At the end of the year, I again met with the principal to discuss placement of the twins. The school district has a strict policy that splits multiples up for classroom placement. My concern was that our girls, especially Alli, had lost a lot of confidence during the year. Milana, too, was getting frustrated with learning, giving up and showing a lost confidence in her ability to learn. I believe that prior to kindergarten, they got some of their confidence from knowing the other was right there. It was my thought that if they could enter 1st grade together, in the same classroom, they may be more have more confidence and less anxiety from day one. I also felt strongly that both of the girls would need a teacher who could work well with their special needs. I know that our school is filled with excellent teachers, but we all have gifts and deficits making us better at working with some than others. If there is in fact, one 1st grade teacher who is especially gifted at working with the challenges of ADHD, how should the principal choose which of our girls should have her--especially after they both struggled to reach their potential in kindergarten?! I filled her in on the difficult year, the drop in confidence and reminded her that without confidence, learning stops. I also admitted that I don't know what the right decision is. I don't know how the girls will do together after being apart for a year. I also see the value in them finding their own confidence. What I really wanted was to capitalize on the recent successes and hit the ground running next year. I wanted to see the girls continue to enjoy school and to continue to learn and grow their confidence. I also told her I was not looking to have them together after this coming year. To my surprise, our principal said she would consider placing the twins together for one year. She would have to think about it, talk to their teachers and get back to me.

On the last day of school, I drove the girls. We had some very special gifts to hand out to their teachers. I had made each of them a piece of jewelry. But more than that, I needed to hand deliver them with the girls. I needed these two remarkable women to know, to feel, my gratitude. I needed finish the year seeing my girls happy in their environment and witness their hesitance to leave kindergarten. I needed to experience the success of the girls, their teachers and myself for a few minutes. The looks exchanged carried more meaning than most. As I drove home that day, the tears fell and the sobs rang out. I thought to myself, anyone passing me in the neighborhood will think I am crying because my girls are done with kindergarten. The truth of the matter is that I was crying BECAUSE they were going into first grade. For much of the year, even after the decision to keep them in kindergarten, we weren't sure they were going to be promoted. We had made it, and their was no longer any question that 1st grade was where they belonged! I cried for every time I didn't as I watched my girls struggle and fail and struggle again. I cried for every time I didn't when I questioned my decision to put them in kindergarten rather than holding them back because their birthday fell in the summer months. I cried for every time I didn't when Mrs. Gaines would look at me and tell me we would find Alli's spirit again. I cried because we did! I cried because I knew that no matter how many times this diagnose would provide another challenge, we would and could find a way to succeed.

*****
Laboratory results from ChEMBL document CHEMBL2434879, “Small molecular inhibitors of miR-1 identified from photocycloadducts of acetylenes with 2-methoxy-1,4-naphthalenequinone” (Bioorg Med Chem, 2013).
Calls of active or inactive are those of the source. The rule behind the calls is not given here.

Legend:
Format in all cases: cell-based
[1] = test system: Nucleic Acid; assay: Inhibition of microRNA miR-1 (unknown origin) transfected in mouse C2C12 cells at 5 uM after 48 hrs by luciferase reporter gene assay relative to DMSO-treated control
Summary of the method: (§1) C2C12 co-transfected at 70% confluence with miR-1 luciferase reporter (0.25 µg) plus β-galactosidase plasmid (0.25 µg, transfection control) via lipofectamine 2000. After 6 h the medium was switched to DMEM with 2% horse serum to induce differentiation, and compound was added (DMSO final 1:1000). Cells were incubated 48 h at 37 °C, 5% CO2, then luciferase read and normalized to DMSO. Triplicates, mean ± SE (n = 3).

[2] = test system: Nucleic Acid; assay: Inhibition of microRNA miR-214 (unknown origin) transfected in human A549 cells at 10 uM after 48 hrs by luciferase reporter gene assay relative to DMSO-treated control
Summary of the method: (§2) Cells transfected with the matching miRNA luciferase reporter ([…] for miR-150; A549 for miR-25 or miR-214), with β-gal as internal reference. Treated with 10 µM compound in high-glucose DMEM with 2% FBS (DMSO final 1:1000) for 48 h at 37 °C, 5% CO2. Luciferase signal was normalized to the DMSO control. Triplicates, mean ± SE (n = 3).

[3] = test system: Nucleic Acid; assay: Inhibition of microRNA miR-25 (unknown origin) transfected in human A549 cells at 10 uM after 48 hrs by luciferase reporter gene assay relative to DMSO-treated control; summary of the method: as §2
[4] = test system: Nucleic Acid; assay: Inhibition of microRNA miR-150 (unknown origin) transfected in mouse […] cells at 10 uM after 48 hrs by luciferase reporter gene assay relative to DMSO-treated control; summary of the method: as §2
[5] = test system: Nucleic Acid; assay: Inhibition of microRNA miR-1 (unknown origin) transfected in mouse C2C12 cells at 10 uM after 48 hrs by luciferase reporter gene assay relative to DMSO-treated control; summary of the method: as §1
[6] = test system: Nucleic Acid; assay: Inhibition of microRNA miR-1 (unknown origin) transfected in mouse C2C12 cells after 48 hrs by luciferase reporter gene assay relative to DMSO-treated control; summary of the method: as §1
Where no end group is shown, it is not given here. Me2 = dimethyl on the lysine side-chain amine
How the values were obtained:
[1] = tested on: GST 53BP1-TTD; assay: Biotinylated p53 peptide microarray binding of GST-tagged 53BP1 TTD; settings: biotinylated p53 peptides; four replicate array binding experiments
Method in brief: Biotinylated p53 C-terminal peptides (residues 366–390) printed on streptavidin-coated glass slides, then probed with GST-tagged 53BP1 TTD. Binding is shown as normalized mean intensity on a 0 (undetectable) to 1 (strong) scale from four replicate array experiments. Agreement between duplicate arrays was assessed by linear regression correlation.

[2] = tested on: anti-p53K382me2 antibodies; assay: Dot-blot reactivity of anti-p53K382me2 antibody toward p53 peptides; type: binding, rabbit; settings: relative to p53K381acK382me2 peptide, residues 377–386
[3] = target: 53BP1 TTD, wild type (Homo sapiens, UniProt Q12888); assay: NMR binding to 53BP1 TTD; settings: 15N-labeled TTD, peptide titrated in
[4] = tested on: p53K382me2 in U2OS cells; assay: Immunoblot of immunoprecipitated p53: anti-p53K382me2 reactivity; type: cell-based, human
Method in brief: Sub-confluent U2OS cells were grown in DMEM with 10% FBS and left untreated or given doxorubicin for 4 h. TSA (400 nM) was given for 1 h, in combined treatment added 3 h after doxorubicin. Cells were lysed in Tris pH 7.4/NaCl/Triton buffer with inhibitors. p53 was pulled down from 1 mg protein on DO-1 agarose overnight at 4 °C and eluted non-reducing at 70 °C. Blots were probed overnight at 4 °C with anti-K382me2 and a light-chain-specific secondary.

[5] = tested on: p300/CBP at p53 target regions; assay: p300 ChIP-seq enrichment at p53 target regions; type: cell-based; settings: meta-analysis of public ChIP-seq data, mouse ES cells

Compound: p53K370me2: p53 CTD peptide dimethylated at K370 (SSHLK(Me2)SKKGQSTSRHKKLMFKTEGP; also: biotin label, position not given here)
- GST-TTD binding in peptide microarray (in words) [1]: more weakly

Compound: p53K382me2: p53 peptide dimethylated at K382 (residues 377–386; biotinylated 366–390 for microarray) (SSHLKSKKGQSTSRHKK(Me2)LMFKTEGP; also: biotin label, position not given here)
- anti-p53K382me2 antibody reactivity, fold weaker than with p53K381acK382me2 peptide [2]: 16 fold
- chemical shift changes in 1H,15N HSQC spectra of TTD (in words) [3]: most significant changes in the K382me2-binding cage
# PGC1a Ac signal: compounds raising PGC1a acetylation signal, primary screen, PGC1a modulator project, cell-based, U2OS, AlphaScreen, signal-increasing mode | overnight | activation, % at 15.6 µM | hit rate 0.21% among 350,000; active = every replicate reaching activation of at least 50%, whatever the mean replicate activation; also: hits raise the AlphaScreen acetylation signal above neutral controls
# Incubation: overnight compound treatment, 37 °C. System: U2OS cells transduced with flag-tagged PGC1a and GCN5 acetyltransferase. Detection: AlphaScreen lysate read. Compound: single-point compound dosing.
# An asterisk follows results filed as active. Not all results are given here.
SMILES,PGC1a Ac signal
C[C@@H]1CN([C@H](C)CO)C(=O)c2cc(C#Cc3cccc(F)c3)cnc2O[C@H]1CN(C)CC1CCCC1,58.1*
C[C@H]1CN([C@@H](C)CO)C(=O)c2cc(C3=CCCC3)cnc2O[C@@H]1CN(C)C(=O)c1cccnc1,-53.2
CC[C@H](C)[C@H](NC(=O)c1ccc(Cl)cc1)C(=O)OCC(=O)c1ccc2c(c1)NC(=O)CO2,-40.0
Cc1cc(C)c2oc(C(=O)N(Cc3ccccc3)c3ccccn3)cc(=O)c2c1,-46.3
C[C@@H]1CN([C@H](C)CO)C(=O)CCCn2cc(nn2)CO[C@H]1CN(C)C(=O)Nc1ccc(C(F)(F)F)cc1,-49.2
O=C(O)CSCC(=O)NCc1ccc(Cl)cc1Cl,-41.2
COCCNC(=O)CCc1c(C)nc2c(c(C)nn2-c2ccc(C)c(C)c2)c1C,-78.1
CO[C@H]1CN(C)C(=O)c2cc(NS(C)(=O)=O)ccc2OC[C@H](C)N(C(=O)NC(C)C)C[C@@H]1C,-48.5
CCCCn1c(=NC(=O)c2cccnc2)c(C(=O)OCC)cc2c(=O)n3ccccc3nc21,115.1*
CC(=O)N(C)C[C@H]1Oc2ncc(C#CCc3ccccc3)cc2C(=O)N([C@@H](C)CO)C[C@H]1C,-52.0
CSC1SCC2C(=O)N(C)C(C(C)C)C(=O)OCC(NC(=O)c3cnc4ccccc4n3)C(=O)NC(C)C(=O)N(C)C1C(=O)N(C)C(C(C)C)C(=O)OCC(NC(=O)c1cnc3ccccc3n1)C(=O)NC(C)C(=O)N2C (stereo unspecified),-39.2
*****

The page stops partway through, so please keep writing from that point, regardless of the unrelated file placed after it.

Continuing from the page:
The girls were together in the same class for the summer. They had both been recommended to take part in the remedial learning program in summer school. This program was taught in the 1st grade classrooms and led by one of the 1st grade teachers. I got a call from the principal saying that she wanted to hold off deciding until she observed how they did together during summer school. Again, I was floored by her commitment to looking at the entire situation, collecting available data and making the best decision for our girls.

We just received word that they were great in school together during the summer and will be placed in the same class in the fall. They were not distracting to each other or peers, they are not dependent on each other, but do seem to do well knowing the other is there. They both continued to grow academically--in fact, their teacher wondered why they were in the program. They do both have a pretty big deficit in fine motor skills, probably due to the inability to focus on tasks that require them prior to medication. We will need to continue to put in extra time on this at home. I also keep working diligently on the math and reading, trying to get it in any way I can (I feel like I am homeschooling this summer!).

So, I find myself with the same feelings I felt last fall. Only this time, it isn't based on the simple expectation that things will go smoothly. This time, it is a bit more tentative, one built on hope. This time, it is so much more meaningful. This hope has grown from hard work, dumb persistence, teachers' belief in our girls, medications, expertise and a principal's willingness to go out on a limb and do what is best for two little girls. Even if this year doesn't turn out to be the one with a leisurely relaxed pace, I will forever be grateful for this feeling of hope that I am feeling and the excitement that goes along with a fresh new school year!